January 2009




“Neurobics” is a new term I discovered recently on the internet. It refers to brain exercises or activities that can improve students’ learning. And, the more we know about the brain, the more effective we can be as educators. Eric Jensen’s BRAIN BASED LEARNING remains my favorite resource for learning about the brain. Carla Hannaford’s SMART MOVES and Pam Schiller’s START SMART are two other favorites. NEWSWEEK (March 28, 2007) had an excellent article called “Stronger, Faster, Smarter” that suggested that exercise may be just what we all need to boost brain power. I encourage you to do your own research on the internet to learn more about music, movement, and learning. It’s fascinating and validating! This link should help you get started.

You can’t get inside your students’ heads and shake up their brains, but these activities can help make your students’ brains more alert and can help improve learning. According to Eric Jensen, children need to “stand up and stretch” every 20 minutes. Vigorous exercise sends blood to the brain and can reduce stress. (I think most teachers could use “brain breaks” as well!)

You can use these activities to start your day, between lessons, or whenever your students appear bored or restless. And it certainly wouldn’t hurt to try them before, during, or after testing! They are simple, free, and might even create some smiles! Play some catchy music to add to the fun.

Try out one at a time and see how your class responds. Write those they like on a poster or put them on index cards and store them in a “brain break” can. After several weeks, children can choose their favorite exercises and lead the class.

There are some awesome websites where you can find additional brain energizers and activities. The North Carolina Department of Education has a book of “energizers” that connect movement with learning. Go to North Carolina PE Energizers to download your free copy. The state of Michigan also has some terrific ideas for reinforcing skills as you get children to move. You can access this by going to Michigan Dept. of Education - Brainbreaks.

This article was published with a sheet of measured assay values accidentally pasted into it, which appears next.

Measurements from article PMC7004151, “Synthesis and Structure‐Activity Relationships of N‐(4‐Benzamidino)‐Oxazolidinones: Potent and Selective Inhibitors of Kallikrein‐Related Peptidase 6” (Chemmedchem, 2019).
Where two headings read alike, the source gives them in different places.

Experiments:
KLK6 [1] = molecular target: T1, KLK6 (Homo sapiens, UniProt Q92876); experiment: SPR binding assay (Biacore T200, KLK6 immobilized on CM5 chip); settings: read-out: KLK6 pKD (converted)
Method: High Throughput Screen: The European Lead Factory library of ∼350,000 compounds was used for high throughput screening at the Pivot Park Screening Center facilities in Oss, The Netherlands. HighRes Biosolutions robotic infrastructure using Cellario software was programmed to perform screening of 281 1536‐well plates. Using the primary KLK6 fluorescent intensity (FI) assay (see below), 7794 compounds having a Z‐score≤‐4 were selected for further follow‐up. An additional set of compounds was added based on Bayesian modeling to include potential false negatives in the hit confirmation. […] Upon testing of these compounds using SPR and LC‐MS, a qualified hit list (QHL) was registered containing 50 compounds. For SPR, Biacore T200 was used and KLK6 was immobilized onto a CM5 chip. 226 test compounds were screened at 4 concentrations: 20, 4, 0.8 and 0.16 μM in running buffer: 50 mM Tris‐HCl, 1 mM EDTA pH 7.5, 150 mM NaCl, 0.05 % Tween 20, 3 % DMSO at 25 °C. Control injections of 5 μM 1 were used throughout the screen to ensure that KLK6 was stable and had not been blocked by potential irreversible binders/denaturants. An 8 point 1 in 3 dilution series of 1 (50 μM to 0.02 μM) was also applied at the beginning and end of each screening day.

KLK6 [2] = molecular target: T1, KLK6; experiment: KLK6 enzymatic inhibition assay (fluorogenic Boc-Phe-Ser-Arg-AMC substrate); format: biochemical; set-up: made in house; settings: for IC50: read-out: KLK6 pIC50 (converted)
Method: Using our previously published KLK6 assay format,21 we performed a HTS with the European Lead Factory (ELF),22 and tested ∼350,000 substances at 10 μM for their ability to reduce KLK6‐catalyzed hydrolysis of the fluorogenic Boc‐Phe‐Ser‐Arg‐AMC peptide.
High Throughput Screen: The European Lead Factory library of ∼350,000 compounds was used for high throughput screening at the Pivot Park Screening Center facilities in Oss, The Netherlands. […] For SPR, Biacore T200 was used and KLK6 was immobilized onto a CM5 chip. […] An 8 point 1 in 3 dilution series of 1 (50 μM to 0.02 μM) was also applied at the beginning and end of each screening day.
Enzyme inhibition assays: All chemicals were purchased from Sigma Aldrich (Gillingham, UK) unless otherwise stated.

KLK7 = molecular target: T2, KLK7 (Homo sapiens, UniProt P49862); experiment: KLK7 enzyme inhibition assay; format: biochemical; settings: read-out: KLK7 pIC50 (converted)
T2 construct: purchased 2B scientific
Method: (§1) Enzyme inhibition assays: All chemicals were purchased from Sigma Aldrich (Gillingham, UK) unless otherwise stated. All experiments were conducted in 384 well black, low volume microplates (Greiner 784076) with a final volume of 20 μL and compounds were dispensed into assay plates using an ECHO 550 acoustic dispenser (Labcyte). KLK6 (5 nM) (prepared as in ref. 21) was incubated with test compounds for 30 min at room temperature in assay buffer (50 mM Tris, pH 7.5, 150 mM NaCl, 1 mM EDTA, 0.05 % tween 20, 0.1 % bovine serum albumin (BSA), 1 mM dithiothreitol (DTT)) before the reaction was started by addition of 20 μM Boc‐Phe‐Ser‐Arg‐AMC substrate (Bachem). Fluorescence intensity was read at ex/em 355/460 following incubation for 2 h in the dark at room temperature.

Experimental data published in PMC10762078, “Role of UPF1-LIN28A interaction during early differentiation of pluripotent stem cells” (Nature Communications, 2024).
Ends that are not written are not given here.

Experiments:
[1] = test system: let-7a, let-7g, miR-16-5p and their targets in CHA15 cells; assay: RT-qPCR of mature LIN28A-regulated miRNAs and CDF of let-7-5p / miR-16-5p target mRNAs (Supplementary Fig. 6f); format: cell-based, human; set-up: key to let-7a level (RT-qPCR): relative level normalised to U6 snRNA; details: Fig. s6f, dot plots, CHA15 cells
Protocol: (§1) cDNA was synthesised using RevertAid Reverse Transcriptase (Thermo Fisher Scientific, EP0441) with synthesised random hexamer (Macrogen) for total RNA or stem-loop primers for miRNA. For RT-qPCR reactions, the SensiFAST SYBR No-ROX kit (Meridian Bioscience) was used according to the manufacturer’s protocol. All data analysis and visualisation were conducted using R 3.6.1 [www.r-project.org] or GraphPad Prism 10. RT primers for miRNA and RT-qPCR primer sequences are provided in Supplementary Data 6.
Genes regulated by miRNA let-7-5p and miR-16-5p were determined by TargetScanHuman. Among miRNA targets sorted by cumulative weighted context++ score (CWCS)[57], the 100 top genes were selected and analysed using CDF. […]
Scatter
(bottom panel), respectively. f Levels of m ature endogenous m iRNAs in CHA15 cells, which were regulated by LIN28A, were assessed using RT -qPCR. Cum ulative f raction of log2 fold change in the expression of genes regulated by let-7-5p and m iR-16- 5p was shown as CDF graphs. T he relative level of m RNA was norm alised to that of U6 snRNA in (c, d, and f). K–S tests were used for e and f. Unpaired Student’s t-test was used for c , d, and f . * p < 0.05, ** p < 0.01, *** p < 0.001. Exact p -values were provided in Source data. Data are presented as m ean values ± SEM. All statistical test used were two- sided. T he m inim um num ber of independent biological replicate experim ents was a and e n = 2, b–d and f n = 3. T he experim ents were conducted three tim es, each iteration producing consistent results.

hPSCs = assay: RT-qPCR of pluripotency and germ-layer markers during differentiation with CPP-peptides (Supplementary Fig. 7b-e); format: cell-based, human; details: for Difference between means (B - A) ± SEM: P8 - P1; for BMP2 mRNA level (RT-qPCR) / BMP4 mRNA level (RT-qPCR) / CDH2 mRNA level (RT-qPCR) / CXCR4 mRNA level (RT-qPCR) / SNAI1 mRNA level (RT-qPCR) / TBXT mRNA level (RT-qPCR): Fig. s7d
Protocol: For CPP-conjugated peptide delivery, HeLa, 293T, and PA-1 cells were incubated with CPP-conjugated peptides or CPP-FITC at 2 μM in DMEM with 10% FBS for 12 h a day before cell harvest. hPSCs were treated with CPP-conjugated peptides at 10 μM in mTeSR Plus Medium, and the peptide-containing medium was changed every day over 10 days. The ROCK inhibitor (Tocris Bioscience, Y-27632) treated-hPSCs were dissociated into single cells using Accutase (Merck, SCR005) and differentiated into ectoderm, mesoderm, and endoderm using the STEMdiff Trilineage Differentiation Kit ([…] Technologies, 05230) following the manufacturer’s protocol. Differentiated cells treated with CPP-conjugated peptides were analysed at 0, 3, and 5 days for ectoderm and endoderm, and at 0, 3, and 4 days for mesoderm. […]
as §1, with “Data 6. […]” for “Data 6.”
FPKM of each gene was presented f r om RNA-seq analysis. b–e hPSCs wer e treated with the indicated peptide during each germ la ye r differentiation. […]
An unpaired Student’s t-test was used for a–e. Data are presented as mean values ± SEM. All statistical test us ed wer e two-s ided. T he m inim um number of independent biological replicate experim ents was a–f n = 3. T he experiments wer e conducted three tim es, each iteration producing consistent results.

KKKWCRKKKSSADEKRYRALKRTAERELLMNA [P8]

Draw a line vertically down the middle of your body. That’s called the midline. Every time you cross over that line, you are helping connect the hemispheres in your brain. Midline

Put on some music and have children follow along as you do some of these exercises where you cross over the midline:

  • Simple Tap - Touch right hand to left knee and left hand to right knee.
  • Bend and Stretch - Lift left knee and touch with right elbow. Lift right knee and touch with left elbow.
  • Backwards Touch - Lift left foot behind you and stretch back with right hand and touch. Reverse for the right foot and left hand.
  • Catch a star –Reach with right hand up in the air to your left and pretend to catch a star. Then reach with your left hand up in the air to your right and catch a star. (You can also pick apples, oranges, or any other fruit you like to eat.)
  • Windmills – Stretch out feet. Touch right hand to left foot. Stand. Touch left hand to right foot.
  • Pat on the Back – Alternate patting the back of your left shoulder with your right hand and your right shoulder with your left hand.
  • Picking Peppers – Stand with feet stretched. Bend to the left and pretend to pull something beyond your left foot with your right hand. Stand. Bend to the right and pretend to pull something with your left hand.
  • Push and Pull – Stand with hands on hips. Twist left and push with palms up and then pretend to pull something towards you. Twist and push and pull to the right.
  • Piddle Paddle – Put fists on top of each other as if holding an oar. Pretend to paddle on the right side of the body and then sweep hands and pretend to paddle on the left.
  • Shopping – Pretend to steer a grocery cart and then reach to the left with your right hand and take something off the shelf and put it in your cart. Reach with the left hand to the right and put something in the cart.
  • Climbing – Act like you are climbing a ladder as you reach up with your right hand and lift your left knee. Reach with your left hand and lift your right knee.
  • Nose and Ears – Touch right ear with left hand and place right hand on your nose. Touch left ear with right hand and place left hand on your nose.
  • Disco Dance – Put right index finger in the air and point to the left. Bring right index finger down by your side. Place left index finger in the air and point to the right. Then bring down by your side.
  • Put the Fire Out – Pretend to get a pail and scoop up water on the floor by your right foot. Throw that pail of water over your left shoulder. After ten times in this direction scoop water from the left and throw it over your right shoulder.
  • Crazy Eights – Make the figure eight in front of you with your right hand and then your left hand. Make “lazy” eights by making eight laying down with your right hand. Make lazy eights with your left hand.
            Clasp your right and left hand and make large lazy eights.
    Lean over and pretend to draw an imaginary “lazy” eight on
            the floor with your right hand and then your left hand.

Next Page -->